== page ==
WINSTON-SALEM, N.C. A new study by researchers at Wake Forest University School of Medicine and Vanderbilt University suggests that protecting infants from a common, highly contagious and even deadly disease may be as easy as administering a routine vaccine two weeks earlier than it is typically given.
The shift has the potential to prevent at least 1,236 cases of pertussis, 898 hospitalizations and seven deaths attributable to pertussis each year in the United States, said Timothy R. Peters, M.D., co-lead author and an assistant professor of pediatrics at Brenner Children's Hospital, which is part of Wake Forest Baptist.
"Rates of pertussis, which can be life-threatening in young infants, are increasing," Peters said. "Pertussis vaccine has been highly effective in defending children against this disease, and we find that modest adjustments in the timing of vaccine administration may offer enhanced protection to very young infants who are especially susceptible to severe disease."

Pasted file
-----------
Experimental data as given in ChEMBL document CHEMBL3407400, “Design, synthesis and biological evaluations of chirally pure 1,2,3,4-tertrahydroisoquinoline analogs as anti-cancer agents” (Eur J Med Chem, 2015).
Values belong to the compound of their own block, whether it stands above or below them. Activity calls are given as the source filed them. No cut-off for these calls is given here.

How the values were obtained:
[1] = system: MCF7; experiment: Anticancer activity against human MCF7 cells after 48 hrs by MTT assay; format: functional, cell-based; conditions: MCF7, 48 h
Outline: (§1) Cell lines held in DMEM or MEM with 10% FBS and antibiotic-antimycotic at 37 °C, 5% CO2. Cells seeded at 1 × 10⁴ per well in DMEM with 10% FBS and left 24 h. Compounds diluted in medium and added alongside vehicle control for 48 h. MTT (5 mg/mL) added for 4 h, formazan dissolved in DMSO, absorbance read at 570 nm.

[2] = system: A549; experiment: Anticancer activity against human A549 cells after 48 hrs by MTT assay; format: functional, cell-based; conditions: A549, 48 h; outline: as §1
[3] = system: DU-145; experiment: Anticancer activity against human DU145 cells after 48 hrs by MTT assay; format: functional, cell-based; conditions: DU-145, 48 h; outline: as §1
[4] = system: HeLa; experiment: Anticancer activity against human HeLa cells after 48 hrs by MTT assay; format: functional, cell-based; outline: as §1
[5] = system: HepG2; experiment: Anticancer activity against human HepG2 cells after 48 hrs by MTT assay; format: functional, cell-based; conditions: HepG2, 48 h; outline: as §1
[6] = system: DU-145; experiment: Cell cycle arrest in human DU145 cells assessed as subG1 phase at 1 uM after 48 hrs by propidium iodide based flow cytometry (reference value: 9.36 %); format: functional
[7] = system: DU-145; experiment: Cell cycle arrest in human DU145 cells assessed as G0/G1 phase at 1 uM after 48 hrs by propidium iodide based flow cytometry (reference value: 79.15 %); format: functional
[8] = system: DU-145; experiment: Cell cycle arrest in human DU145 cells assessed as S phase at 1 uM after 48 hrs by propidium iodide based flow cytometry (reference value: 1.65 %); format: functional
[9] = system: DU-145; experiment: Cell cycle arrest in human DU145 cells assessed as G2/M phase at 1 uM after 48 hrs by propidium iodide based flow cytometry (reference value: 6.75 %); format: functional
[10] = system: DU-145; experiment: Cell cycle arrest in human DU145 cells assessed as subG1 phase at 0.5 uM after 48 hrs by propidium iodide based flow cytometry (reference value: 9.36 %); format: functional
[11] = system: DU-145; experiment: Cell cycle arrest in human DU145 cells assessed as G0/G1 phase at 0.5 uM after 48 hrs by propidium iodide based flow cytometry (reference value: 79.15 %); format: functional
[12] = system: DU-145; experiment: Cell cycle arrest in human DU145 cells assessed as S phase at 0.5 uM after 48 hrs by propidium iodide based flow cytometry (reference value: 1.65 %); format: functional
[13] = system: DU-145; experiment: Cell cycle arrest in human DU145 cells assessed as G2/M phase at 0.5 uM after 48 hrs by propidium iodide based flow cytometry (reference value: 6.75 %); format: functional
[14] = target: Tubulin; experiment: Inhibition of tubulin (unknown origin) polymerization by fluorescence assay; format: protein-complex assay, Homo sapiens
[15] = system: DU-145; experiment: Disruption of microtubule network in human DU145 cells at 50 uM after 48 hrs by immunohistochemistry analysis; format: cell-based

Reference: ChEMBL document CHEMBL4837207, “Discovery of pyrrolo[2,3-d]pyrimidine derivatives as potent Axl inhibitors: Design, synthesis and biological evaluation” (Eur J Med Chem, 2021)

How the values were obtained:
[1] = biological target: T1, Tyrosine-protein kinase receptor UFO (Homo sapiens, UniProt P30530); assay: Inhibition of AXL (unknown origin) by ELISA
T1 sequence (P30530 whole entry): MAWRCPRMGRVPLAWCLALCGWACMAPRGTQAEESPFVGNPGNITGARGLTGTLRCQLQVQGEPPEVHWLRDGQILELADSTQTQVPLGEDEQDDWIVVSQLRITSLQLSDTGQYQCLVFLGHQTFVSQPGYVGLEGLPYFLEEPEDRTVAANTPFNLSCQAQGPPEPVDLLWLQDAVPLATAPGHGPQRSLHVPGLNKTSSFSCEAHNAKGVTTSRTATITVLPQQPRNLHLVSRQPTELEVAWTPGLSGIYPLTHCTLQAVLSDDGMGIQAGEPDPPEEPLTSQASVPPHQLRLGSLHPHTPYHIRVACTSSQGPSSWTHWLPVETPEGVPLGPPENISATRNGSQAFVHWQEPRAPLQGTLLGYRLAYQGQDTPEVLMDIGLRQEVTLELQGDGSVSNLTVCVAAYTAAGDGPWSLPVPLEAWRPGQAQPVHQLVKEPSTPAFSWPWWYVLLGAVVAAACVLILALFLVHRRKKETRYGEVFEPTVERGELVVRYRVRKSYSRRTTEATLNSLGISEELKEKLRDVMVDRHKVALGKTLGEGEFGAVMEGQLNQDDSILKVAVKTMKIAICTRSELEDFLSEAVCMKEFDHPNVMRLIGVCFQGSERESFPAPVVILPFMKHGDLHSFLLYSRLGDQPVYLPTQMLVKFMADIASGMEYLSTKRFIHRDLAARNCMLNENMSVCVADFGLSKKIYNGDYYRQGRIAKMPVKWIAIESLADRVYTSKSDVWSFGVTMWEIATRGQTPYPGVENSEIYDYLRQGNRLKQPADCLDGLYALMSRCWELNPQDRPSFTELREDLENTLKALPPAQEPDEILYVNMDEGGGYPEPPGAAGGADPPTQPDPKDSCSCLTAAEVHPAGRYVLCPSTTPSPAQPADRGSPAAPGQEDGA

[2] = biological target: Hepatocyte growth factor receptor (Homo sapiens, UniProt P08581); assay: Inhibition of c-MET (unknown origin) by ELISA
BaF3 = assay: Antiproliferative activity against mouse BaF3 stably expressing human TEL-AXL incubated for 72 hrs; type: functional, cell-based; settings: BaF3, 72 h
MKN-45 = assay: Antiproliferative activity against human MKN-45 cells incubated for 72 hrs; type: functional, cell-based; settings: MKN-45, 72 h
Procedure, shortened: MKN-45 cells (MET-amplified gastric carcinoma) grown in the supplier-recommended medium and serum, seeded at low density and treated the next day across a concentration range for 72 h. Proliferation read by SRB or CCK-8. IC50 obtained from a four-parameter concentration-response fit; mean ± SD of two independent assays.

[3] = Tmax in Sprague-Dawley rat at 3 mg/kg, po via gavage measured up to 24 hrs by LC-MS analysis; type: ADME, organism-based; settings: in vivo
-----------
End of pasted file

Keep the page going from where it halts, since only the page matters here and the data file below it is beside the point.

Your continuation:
The study appears in the November issue of Pediatrics.
Pertussis, commonly known as "whooping cough" or "the 100-day cough," is a disease marked by severe coughing. Young infants are at the highest risk for pertussis-related complications, including pneumonia, seizures, brain swelling and even death. Among infants in the United States, the incidence of pertussis peaks at 1 month of age and progressively decreases over the next year. Pneumonia is the most common complication and cause of infant pertussis-related deaths and, in 2003 13 children died from pertussis. Most deaths occur among unvaccinated children or infants too young to be vaccinated.
While there is no lifelong protection against whooping cough, immunization is the best preventative measure. Current recommendations suggest five doses of the diphtheria-tetanus-acellular pertussis (DTaP) vaccine at 2, 4 and 6 months of age, with booster doses at 15 to 18 months and 4 to 6
|Contact: Jessica Guenzel|
Wake Forest University Baptist Medical Center